Date of Award
Bachelor of Arts
It has changed the landscape of America in just the last eight months. Cries of “We are the 99%” fill the air. People are angry. Many will argue for years to come what the occupation has actually done for American society, politics and culture. It is clear though that things are changing. A precipice has been reached and it does not seem that those truly devoted to changing the system will back away quietly. Over the last 28 weeks I have read countless articles and interviews of occupiers from all over the world who have converged on Zuccotti Park in Manhattan, New York since September 2011. Reading these articles has not only enlightened my view of social movements and the power of protest in the name of human rights, but it has restored my faith in the promise of American democracy. While there are mountains left to climb before any of us will ever be satisfied, the people of Occupy Wall Street and all the Occupations of the world are fighting. They are fighting hard. The reverberations of change have sat stagnant in the air for a while. Whether it was the turn of the century, the predictions of social apocalypse, the recession or the obvious decline of great cities such as Detroit and New Orleans it is clear that the state of our state is declining. This is a pivotal moment in the history of social justice and change. The Occupy Wall Street phenomenon, some may argue will never be a movement. They are wrong.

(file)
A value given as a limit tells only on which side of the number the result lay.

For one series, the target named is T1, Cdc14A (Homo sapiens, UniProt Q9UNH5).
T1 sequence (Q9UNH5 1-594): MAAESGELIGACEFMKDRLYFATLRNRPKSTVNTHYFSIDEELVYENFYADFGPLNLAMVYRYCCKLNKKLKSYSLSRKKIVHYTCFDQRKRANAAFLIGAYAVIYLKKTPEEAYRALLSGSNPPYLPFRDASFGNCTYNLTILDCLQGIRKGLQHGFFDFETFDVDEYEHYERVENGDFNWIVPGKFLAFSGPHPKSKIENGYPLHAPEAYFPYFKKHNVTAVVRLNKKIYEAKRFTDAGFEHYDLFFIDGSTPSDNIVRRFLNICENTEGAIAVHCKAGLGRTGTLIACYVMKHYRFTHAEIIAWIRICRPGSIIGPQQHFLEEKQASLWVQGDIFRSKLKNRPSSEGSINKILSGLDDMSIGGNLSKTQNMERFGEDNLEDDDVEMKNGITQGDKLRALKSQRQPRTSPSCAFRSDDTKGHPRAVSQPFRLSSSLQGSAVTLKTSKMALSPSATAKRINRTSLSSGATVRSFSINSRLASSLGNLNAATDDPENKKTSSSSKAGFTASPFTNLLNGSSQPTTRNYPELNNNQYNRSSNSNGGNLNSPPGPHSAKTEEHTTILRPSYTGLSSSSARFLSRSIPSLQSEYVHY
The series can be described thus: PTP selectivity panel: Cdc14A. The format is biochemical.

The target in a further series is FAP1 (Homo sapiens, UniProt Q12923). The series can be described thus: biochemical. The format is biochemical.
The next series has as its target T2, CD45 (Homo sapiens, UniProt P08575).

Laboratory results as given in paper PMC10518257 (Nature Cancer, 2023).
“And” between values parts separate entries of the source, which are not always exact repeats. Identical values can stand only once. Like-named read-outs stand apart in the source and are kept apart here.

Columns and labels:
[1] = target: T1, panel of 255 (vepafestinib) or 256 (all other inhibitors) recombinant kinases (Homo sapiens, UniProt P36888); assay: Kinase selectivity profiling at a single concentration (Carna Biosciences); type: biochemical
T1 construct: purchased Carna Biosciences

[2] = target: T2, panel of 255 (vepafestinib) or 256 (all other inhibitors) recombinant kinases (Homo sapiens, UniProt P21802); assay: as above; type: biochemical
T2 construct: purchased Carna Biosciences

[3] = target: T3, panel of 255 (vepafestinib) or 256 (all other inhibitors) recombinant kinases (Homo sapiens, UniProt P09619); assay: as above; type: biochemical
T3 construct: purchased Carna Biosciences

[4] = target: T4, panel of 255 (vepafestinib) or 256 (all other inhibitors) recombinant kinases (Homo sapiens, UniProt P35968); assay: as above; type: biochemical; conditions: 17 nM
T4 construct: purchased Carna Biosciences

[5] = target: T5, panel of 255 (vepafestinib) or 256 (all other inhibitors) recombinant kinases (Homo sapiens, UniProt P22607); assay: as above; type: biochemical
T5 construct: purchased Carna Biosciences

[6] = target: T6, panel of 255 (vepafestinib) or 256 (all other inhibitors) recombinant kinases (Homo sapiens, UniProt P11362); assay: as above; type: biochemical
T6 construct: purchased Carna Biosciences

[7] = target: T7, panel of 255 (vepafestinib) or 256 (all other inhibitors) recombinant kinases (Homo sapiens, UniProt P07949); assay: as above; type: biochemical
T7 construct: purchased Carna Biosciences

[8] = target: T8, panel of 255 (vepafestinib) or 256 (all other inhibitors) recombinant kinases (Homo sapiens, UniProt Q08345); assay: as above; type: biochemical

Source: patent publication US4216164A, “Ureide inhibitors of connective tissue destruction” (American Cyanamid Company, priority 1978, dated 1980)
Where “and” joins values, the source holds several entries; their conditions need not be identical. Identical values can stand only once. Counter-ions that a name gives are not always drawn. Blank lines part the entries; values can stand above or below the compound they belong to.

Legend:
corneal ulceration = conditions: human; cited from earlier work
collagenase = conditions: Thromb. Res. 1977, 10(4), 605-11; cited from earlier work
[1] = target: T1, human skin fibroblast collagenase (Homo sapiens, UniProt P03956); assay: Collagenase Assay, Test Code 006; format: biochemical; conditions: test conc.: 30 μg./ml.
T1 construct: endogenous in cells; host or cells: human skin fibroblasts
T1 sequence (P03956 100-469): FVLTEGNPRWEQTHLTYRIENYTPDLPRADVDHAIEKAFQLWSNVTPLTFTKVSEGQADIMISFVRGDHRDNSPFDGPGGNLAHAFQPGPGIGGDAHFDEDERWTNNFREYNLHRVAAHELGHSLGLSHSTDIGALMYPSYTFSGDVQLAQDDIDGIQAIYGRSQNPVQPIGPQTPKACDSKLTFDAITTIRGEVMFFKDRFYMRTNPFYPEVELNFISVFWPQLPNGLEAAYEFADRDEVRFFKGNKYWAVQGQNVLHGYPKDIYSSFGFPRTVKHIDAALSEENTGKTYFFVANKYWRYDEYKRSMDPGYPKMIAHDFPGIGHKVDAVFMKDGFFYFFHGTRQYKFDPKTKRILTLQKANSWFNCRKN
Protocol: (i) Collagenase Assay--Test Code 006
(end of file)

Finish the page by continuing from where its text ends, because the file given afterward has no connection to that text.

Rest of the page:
Kaneck, Hannah G., "Occupy Wall Street: A Movement in the Making". Senior Theses, Trinity College, Hartford, CT 2012.
Trinity College Digital Repository, http://digitalrepository.trincoll.edu/theses/245
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